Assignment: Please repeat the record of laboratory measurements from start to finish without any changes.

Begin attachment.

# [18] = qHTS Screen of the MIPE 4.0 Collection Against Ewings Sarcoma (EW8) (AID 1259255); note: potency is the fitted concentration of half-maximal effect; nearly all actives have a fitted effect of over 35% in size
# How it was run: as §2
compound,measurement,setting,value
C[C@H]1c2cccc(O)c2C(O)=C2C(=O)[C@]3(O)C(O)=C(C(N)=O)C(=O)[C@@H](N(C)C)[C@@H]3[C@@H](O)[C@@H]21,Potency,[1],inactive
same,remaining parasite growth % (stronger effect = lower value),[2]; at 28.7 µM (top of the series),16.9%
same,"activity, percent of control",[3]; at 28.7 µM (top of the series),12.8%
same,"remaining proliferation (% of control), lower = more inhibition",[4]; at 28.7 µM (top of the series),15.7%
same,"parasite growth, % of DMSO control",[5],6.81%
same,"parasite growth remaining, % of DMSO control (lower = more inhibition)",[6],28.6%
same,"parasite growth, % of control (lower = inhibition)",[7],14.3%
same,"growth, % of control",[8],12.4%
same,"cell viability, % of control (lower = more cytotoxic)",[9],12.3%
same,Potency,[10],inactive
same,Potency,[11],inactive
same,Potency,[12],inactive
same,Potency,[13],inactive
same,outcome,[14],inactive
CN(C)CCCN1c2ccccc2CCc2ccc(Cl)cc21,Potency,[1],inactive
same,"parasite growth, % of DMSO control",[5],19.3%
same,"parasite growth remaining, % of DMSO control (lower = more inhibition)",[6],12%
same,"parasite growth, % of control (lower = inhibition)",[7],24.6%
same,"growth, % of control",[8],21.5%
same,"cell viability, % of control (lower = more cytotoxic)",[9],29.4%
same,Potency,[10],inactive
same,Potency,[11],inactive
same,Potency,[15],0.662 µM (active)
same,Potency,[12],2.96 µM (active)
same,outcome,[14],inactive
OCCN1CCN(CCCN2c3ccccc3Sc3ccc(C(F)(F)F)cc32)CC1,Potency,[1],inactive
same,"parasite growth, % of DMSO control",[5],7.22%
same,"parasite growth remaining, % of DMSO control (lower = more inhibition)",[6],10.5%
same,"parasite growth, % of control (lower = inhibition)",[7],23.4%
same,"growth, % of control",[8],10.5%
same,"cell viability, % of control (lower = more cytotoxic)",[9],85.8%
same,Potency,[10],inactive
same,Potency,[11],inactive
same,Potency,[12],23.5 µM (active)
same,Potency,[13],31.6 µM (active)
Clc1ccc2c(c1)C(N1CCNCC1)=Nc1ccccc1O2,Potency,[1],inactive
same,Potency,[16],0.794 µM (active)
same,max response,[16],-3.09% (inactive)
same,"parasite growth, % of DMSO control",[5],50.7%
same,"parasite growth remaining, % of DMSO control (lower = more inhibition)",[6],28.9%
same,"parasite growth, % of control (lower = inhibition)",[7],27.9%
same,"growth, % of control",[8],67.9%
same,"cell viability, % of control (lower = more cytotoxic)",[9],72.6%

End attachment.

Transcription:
# [18] = qHTS Screen of the MIPE 4.0 Collection Against Ewings Sarcoma (EW8) (AID 1259255); note: potency is the fitted concentration of half-maximal effect; nearly all actives have a fitted effect of over 35% in size
# How it was run: as §2
compound,measurement,setting,value
C[C@H]1c2cccc(O)c2C(O)=C2C(=O)[C@]3(O)C(O)=C(C(N)=O)C(=O)[C@@H](N(C)C)[C@@H]3[C@@H](O)[C@@H]21,Potency,[1],inactive
same,remaining parasite growth % (stronger effect = lower value),[2]; at 28.7 µM (top of the series),16.9%
same,"activity, percent of control",[3]; at 28.7 µM (top of the series),12.8%
same,"remaining proliferation (% of control), lower = more inhibition",[4]; at 28.7 µM (top of the series),15.7%
same,"parasite growth, % of DMSO control",[5],6.81%
same,"parasite growth remaining, % of DMSO control (lower = more inhibition)",[6],28.6%
same,"parasite growth, % of control (lower = inhibition)",[7],14.3%
same,"growth, % of control",[8],12.4%
same,"cell viability, % of control (lower = more cytotoxic)",[9],12.3%
same,Potency,[10],inactive
same,Potency,[11],inactive
same,Potency,[12],inactive
same,Potency,[13],inactive
same,outcome,[14],inactive
CN(C)CCCN1c2ccccc2CCc2ccc(Cl)cc21,Potency,[1],inactive
same,"parasite growth, % of DMSO control",[5],19.3%
same,"parasite growth remaining, % of DMSO control (lower = more inhibition)",[6],12%
same,"parasite growth, % of control (lower = inhibition)",[7],24.6%
same,"growth, % of control",[8],21.5%
same,"cell viability, % of control (lower = more cytotoxic)",[9],29.4%
same,Potency,[10],inactive
same,Potency,[11],inactive
same,Potency,[15],0.662 µM (active)
same,Potency,[12],2.96 µM (active)
same,outcome,[14],inactive
OCCN1CCN(CCCN2c3ccccc3Sc3ccc(C(F)(F)F)cc32)CC1,Potency,[1],inactive
same,"parasite growth, % of DMSO control",[5],7.22%
same,"parasite growth remaining, % of DMSO control (lower = more inhibition)",[6],10.5%
same,"parasite growth, % of control (lower = inhibition)",[7],23.4%
same,"growth, % of control",[8],10.5%
same,"cell viability, % of control (lower = more cytotoxic)",[9],85.8%
same,Potency,[10],inactive
same,Potency,[11],inactive
same,Potency,[12],23.5 µM (active)
same,Potency,[13],31.6 µM (active)
Clc1ccc2c(c1)C(N1CCNCC1)=Nc1ccccc1O2,Potency,[1],inactive
same,Potency,[16],0.794 µM (active)
same,max response,[16],-3.09% (inactive)
same,"parasite growth, % of DMSO control",[5],50.7%
same,"parasite growth remaining, % of DMSO control (lower = more inhibition)",[6],28.9%
same,"parasite growth, % of control (lower = inhibition)",[7],27.9%
same,"growth, % of control",[8],67.9%
same,"cell viability, % of control (lower = more cytotoxic)",[9],72.6%